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Steven Kirschenmann, left, a training specialist, demonstrates lubrication principles of oil-based lubricants to Columbia Basin College (CBC) students James Longmire, center, and Austin Silveira during a hydraulic and fluid flows class.
Steven Kirschenmann, left, a training specialist, demonstrates lubrication principles of oil-based lubricants to Columbia Basin College (CBC) students James Longmire, center, and Austin Silveira during a hydraulic and fluid flows class.

RICHLAND, Wash. – A nuclear technology program at an area community college helps the EM Hanford Site’s tank operations contractor maintain a stream of qualified applicants attracted by challenging and well-paying careers.

“It definitely prepares you to work out here,” said Cindy Torres, who is finishing up a Washington River Protection Solutions (WRPS) internship while completing a program in applied science in nuclear technology through Columbia Basin College (CBC). “The program focuses on how systems and components operate and what you need to learn to be safe and successful at Hanford.”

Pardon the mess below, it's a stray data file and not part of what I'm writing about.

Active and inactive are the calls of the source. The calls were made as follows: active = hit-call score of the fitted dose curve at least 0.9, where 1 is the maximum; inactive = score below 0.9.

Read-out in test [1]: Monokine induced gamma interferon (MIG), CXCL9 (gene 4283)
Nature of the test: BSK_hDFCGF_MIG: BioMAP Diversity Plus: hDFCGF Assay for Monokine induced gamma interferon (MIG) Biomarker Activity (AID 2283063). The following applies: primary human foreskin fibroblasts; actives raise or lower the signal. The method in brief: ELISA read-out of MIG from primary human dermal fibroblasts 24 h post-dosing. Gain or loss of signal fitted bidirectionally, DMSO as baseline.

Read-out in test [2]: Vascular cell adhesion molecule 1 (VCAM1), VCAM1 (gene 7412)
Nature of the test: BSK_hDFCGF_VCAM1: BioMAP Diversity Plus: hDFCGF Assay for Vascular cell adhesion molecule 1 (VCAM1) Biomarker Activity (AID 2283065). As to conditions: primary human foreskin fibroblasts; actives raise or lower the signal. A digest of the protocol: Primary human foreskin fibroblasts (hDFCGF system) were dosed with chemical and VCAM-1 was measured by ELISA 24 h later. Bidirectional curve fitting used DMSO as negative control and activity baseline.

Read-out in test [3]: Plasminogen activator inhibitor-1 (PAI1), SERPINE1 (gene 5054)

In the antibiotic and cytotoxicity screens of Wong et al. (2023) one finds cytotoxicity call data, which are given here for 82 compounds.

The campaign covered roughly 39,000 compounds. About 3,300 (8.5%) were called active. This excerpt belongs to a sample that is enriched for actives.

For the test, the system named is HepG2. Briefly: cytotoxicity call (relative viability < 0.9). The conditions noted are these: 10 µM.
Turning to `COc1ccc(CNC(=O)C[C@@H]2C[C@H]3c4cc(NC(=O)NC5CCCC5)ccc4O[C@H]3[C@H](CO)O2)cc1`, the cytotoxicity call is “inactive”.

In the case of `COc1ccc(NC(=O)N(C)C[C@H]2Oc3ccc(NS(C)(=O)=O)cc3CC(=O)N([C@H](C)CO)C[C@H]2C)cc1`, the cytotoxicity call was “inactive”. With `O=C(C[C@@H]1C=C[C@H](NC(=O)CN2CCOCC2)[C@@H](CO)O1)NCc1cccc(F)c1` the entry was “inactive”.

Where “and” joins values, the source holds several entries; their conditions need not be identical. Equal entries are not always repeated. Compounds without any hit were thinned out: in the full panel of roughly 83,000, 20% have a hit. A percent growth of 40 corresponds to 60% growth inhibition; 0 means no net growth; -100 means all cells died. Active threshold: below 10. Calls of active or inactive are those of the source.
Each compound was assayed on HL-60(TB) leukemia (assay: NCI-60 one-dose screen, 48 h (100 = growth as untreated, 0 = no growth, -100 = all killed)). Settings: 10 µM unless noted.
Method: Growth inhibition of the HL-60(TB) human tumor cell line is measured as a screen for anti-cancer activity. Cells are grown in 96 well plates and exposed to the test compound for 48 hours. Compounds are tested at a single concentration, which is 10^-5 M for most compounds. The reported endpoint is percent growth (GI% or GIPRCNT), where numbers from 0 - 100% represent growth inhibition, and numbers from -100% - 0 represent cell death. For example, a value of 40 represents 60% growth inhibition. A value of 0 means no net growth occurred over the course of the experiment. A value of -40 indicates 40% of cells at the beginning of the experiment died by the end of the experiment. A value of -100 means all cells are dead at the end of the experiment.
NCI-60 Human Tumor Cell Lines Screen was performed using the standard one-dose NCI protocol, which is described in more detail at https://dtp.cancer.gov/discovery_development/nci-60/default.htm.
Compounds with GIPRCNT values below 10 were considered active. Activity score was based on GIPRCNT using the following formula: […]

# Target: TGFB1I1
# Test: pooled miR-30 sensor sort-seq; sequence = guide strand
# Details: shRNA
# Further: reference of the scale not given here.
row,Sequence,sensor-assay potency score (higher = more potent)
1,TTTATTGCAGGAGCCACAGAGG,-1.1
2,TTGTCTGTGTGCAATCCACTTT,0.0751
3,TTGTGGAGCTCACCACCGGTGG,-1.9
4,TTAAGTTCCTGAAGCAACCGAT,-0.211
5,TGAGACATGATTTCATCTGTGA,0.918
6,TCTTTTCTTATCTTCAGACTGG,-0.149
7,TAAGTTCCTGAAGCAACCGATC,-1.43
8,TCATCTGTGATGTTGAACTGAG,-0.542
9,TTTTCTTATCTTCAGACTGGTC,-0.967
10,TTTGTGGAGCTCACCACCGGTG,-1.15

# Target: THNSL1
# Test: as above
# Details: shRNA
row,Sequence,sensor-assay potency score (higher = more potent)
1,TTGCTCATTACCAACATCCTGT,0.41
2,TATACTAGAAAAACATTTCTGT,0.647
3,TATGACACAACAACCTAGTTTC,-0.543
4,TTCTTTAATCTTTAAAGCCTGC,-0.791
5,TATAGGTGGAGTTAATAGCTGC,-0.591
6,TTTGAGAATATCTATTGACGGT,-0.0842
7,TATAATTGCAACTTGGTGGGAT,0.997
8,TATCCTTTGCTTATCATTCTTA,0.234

Finding qualified technicians is important to the current and long-term success of the Hanford tank farms cleanup mission, according to Ricky Bang, EM Office of River Protection tank farms program division director.

“The standards needed to do the work and stay safe here are high,” Bang said. “This is not a job where a person can walk in off the street and start immediately. There is a lot of training to teach people about the radiological conditions and to keep workers safe. We have specialized equipment workers use in the tank farms. There are regulations, policies, and practices that need to be followed, and you can only learn that through extensive training.”

The program offers several one-year certificates, and two-year degrees in nuclear operations, radiation protection, and instrumentation.

“The students are eager to learn,” said Steve Kirschenmann, a WRPS training instructor. “This program is producing highly educated people who can step right in and get to work.”

Garrett Wilz started work at WRPS almost four years ago after completing the CBC program.

“It gave me a head start because I learned all the core fundamentals — math, chemistry, mechanical, electrical,” Wilz said. “The course material covers pumps, valves, operating systems, and working in radiological areas.”

WRPS helped kick-start the program several years ago through financial support and scholarships. Most of the instructors are WRPS employees who teach evening classes.

 

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